Recommendation 6: Increase the area of wildfire risk mitigation projects (including prescribed burns) that help reduce the risk of large, intense fires that limit potential for forest regeneration.

Brief Description: Current and projected changes in climate increase the risk and intensity of wildfire in our forests. Recent decades of drought, increased insect activity, and large-scale blowdowns, have opened our forests to more regular and larger fires. Additionally, drier conditions combined with hotter fires, have made natural regeneration following fire less robust. Mitigating the risk of intense fires will require landscape scale forest treatments, across property boundaries. It will also require increased use of managed and prescribed fire to maintain forests in a condition that resists intense fires. This recommendation entails prioritizing forest areas for treatment and working across ownership boundaries to implement collaborative forest management projects.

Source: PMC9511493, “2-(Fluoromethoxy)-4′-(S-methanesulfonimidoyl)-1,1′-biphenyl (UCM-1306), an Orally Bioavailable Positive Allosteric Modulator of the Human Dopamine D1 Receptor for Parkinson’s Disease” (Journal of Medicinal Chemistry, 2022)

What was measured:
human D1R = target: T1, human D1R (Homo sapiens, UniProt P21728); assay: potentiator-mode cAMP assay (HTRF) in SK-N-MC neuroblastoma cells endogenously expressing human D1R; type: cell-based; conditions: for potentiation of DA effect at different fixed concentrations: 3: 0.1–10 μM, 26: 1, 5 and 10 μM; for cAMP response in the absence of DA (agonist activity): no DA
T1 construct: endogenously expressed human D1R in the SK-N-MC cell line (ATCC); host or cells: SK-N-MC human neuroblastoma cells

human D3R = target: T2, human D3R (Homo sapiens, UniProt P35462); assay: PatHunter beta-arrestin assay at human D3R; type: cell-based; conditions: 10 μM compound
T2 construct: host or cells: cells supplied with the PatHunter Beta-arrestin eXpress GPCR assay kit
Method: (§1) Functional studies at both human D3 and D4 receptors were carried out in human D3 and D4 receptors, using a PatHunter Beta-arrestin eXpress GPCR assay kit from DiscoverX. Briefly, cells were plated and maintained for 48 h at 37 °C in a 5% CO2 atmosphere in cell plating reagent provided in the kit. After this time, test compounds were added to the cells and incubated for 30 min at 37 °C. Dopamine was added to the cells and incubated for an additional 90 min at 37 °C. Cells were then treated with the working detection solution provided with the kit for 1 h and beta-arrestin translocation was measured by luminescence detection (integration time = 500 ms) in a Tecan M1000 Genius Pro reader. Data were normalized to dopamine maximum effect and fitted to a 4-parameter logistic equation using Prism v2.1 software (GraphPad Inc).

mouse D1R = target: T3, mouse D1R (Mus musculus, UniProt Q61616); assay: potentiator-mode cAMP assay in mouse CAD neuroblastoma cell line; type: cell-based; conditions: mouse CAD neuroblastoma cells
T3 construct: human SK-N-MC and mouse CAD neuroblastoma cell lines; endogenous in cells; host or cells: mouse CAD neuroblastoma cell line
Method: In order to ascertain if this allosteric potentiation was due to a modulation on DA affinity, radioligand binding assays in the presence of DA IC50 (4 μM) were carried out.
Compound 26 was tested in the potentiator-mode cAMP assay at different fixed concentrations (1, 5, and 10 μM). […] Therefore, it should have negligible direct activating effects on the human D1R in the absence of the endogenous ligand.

Recommendation 7: Adopt land use regulations that establish or update appropriate wetland, stream and shoreline buffer widths and adjacent land uses and that avoid conversion of wetlands in new construction.

Brief Description: Both the City of Steamboat Springs Community Development Code and Routt County’s Zoning and Subdivision Regulations are in the process of being updated. The County’s Master Plan calls for strengthening stream and wetlands protections through updates to regulations and zoning and to apply best practices and data to inform decisions impacting sensitive ecological areas throughout the County. Protecting some of the most carbon rich habitats in the County in wetlands and riparian areas, would be an important step in implementing Strategy 2 of the Land Use section of the CAP.

Recommendation 8: Evaluate and develop smart siting/mitigation rules/guidelines for utility-scale solar development to minimize clearing of native habitat or productive agricultural lands.